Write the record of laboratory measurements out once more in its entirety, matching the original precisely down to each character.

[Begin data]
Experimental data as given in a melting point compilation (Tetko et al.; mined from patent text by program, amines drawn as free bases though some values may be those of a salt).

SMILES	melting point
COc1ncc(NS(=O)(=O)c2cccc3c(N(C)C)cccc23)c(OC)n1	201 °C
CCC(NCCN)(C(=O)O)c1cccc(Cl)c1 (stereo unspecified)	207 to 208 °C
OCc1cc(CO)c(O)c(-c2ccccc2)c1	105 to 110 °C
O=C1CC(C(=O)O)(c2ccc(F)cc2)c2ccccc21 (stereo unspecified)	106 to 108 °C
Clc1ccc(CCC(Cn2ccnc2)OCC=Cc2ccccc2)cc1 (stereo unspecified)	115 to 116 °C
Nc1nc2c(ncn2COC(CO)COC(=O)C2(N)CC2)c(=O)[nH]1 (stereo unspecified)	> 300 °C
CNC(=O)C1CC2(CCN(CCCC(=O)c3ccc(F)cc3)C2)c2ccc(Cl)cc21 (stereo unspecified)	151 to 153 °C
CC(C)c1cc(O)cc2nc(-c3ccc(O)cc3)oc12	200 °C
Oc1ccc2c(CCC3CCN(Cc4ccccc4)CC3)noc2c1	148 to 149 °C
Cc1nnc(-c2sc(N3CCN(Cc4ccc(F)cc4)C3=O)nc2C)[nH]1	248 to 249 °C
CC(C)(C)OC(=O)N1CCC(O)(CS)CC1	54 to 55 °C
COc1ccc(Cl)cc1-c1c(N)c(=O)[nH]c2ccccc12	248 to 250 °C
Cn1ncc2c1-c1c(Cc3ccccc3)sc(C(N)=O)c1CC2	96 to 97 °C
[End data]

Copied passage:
Experimental data as given in a melting point compilation (Tetko et al.; mined from patent text by program, amines drawn as free bases though some values may be those of a salt).

SMILES	melting point
COc1ncc(NS(=O)(=O)c2cccc3c(N(C)C)cccc23)c(OC)n1	201 °C
CCC(NCCN)(C(=O)O)c1cccc(Cl)c1 (stereo unspecified)	207 to 208 °C
OCc1cc(CO)c(O)c(-c2ccccc2)c1	105 to 110 °C
O=C1CC(C(=O)O)(c2ccc(F)cc2)c2ccccc21 (stereo unspecified)	106 to 108 °C
Clc1ccc(CCC(Cn2ccnc2)OCC=Cc2ccccc2)cc1 (stereo unspecified)	115 to 116 °C
Nc1nc2c(ncn2COC(CO)COC(=O)C2(N)CC2)c(=O)[nH]1 (stereo unspecified)	> 300 °C
CNC(=O)C1CC2(CCN(CCCC(=O)c3ccc(F)cc3)C2)c2ccc(Cl)cc21 (stereo unspecified)	151 to 153 °C
CC(C)c1cc(O)cc2nc(-c3ccc(O)cc3)oc12	200 °C
Oc1ccc2c(CCC3CCN(Cc4ccccc4)CC3)noc2c1	148 to 149 °C
Cc1nnc(-c2sc(N3CCN(Cc4ccc(F)cc4)C3=O)nc2C)[nH]1	248 to 249 °C
CC(C)(C)OC(=O)N1CCC(O)(CS)CC1	54 to 55 °C
COc1ccc(Cl)cc1-c1c(N)c(=O)[nH]c2ccccc12	248 to 250 °C
Cn1ncc2c1-c1c(Cc3ccccc3)sc(C(N)=O)c1CC2	96 to 97 °C